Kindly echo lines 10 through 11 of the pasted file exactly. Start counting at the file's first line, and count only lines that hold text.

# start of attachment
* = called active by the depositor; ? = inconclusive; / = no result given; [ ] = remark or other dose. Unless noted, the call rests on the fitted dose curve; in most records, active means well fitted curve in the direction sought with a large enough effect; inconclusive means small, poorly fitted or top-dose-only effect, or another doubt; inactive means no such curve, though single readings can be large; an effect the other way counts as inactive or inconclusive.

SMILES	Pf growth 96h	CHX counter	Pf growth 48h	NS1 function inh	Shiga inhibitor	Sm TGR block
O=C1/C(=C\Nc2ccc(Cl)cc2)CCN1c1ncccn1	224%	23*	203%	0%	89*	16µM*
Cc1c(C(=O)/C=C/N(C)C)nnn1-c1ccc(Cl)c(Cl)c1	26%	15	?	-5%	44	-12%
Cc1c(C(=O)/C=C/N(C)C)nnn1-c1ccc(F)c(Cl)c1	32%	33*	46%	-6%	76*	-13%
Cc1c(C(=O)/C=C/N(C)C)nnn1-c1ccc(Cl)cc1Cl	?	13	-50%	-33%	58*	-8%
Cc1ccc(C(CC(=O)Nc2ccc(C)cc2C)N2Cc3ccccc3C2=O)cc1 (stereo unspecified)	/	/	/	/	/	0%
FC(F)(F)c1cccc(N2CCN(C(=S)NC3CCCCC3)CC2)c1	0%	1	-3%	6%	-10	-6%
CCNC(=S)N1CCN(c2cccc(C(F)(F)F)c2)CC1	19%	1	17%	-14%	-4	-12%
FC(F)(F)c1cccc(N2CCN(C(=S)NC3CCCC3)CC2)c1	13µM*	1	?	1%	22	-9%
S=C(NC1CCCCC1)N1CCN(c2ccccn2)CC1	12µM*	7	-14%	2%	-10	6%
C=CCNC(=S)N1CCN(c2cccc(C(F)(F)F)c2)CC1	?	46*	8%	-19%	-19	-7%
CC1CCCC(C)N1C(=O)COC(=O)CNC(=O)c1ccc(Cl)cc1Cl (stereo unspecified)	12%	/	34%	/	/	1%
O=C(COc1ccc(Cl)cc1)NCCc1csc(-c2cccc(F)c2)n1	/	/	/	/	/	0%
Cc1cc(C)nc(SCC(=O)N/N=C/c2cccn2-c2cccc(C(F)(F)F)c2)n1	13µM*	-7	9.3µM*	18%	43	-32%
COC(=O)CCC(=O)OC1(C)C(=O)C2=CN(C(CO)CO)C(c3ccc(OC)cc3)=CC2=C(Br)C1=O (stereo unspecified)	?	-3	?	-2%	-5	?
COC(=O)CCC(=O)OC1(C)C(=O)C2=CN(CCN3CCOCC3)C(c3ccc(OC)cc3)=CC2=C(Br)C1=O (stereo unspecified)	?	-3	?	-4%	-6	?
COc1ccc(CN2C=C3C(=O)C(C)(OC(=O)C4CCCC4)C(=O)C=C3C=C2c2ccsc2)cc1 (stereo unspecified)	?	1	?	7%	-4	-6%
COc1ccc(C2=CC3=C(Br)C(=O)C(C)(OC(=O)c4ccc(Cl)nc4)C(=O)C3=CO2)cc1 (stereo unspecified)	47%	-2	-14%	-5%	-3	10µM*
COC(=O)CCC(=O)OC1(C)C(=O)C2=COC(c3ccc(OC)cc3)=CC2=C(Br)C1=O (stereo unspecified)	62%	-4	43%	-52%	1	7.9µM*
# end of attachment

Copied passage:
FC(F)(F)c1cccc(N2CCN(C(=S)NC3CCCC3)CC2)c1	13µM*	1	?	1%	22	-9%
S=C(NC1CCCCC1)N1CCN(c2ccccn2)CC1	12µM*	7	-14%	2%	-10	6%